Yemen conflict: Gulf commanders 'killed in missile strike'
- 14 December 2015
- From the section Middle East
A Saudi military commander and an Emirati officer are reported to be among a number of Gulf, Yemeni and Sudanese soldiers killed in Yemen.
They appear to have been killed by a missile fired by Houthi rebels at troops from the Saudi-led coalition seeking to restore Yemen's government.
Rebel and government sources said the attack, in the province of Taiz, left dozens of coalition troops dead.
The incident comes ahead of UN-brokered peace talks in Switzerland on Tuesday.
A seven-day ceasefire will begin at 09:00 GMT on Tuesday to coincide with the talks, the Saudi-led coalition announced. Earlier, the government had said it would begin at 21:00 GMT on Monday.
'Enemy command centre'
The Saudi state news agency quoted a coalition statement as saying Saudi Col Abdullah al-Sahyan and Emirati officer Sultan al-Ketbi were killed early on Monday while "carrying out their duties in following up the progress of operations of liberating" Taiz province.
Saudi-owned Al-Arabiya TV said Col Sahyan was the head of Saudi special forces there.
The coalition provided no details about how the two officers died, but local media and Yemeni sources said they were killed in a rocket or missile strike south-west of the contested city of Taiz.
A pro-government military source told the Reuters news agency that the rocket hit at a camp housing Yemeni, Sudanese, Emirati and Saudi troops in the Dhubab area, near the strategically important Bab al-Mandab strait through the Red Sea, and that "tens were killed".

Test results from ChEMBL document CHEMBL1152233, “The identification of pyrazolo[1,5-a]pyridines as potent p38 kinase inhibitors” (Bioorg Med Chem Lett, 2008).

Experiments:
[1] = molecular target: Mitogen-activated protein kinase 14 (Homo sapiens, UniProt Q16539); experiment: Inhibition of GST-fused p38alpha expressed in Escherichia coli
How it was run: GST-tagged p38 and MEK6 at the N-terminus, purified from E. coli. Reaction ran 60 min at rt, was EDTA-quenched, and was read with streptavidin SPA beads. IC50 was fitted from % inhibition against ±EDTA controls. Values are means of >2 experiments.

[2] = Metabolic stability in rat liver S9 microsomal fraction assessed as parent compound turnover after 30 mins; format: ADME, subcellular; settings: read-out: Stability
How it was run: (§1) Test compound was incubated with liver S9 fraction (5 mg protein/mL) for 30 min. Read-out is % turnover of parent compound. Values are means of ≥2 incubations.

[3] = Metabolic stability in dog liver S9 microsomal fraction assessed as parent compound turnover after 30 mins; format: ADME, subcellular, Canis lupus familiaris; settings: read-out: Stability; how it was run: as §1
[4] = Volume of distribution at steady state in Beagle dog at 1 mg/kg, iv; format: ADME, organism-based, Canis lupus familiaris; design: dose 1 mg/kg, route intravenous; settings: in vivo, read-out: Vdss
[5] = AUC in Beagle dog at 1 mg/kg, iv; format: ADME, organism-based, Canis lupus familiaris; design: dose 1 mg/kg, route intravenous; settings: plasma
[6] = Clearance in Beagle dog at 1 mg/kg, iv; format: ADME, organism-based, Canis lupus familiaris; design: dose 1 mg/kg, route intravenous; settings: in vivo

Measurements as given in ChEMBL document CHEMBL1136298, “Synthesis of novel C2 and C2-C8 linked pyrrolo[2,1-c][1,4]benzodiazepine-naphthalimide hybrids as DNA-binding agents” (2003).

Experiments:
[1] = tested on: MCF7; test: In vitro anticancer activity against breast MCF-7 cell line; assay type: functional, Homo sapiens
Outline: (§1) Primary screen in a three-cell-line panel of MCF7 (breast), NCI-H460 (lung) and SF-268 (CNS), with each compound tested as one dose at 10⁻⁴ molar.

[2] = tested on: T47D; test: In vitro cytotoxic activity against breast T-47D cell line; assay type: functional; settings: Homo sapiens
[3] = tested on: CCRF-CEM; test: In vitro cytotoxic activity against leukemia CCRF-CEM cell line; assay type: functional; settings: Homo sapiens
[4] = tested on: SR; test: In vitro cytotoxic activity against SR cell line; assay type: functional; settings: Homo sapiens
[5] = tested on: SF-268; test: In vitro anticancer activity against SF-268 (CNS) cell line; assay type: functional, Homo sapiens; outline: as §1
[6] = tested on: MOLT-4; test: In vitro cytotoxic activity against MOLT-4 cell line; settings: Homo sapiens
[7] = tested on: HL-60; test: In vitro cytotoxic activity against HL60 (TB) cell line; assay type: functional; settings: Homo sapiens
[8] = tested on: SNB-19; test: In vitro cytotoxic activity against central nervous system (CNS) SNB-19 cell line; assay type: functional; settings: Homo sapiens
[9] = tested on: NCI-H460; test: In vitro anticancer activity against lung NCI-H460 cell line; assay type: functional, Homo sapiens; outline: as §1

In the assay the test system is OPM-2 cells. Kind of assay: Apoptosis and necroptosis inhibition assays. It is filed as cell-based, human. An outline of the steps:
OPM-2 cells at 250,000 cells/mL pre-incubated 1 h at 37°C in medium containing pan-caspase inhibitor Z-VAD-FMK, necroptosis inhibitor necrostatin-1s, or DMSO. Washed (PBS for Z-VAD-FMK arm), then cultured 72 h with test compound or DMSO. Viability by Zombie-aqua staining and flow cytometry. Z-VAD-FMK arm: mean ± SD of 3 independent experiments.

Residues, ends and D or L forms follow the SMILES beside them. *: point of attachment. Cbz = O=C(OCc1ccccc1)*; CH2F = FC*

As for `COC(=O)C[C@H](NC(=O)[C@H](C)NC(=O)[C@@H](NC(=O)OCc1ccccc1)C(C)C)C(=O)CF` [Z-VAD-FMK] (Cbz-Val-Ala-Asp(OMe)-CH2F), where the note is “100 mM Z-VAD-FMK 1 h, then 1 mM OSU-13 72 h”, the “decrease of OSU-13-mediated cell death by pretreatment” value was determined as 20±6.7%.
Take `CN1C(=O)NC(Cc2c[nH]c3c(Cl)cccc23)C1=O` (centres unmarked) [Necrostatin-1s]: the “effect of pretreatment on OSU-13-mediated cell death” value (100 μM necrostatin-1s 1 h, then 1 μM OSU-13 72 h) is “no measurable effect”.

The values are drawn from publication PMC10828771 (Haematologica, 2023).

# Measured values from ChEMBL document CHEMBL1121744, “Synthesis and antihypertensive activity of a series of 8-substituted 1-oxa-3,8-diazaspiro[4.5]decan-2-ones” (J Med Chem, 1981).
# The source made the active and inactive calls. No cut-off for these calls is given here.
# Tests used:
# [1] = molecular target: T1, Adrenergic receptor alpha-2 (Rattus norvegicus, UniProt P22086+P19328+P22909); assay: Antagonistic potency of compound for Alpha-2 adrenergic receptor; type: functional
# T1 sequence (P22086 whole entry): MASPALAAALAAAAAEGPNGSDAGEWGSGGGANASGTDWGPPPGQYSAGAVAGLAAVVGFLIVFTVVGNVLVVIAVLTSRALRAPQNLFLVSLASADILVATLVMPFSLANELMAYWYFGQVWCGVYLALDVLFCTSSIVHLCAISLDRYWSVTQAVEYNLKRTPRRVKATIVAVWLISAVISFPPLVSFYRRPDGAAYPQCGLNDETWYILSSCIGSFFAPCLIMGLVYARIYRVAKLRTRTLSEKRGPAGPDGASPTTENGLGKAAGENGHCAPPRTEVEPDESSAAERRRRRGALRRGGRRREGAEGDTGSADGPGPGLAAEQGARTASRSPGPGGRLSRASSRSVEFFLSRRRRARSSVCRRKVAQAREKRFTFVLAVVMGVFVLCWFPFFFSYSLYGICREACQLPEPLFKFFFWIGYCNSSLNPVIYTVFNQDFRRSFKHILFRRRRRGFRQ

The pro-Houthi Saba news agency cited a rebel statement as saying they had fired a Soviet-era Tochka missile at a "command centre run by the enemy". The attack caused "many losses in lives and military equipment", including Apache helicopters, the statement added.
If confirmed, the attack would be the deadliest on the coalition since 45 Emirati troops were killed when a Tochka missile hit a base in Marib province, east of the capital, Sanaa, in September.
At least 5,700 people, almost half of them civilians, have been killed in air strikes and fighting on the ground since the Saudi-led coalition launched a military campaign in March after the Houthis seized Sanaa and advanced towards the second city of Aden.
The already dire humanitarian situation in Yemen has also deteriorated severely, with more than 21 million people - four-fifths of the population - now requiring aid.
Since March, coalition and pro-government forces have retaken Aden and the city of Marib, but have failed to drive the rebels out of the third city of Taiz.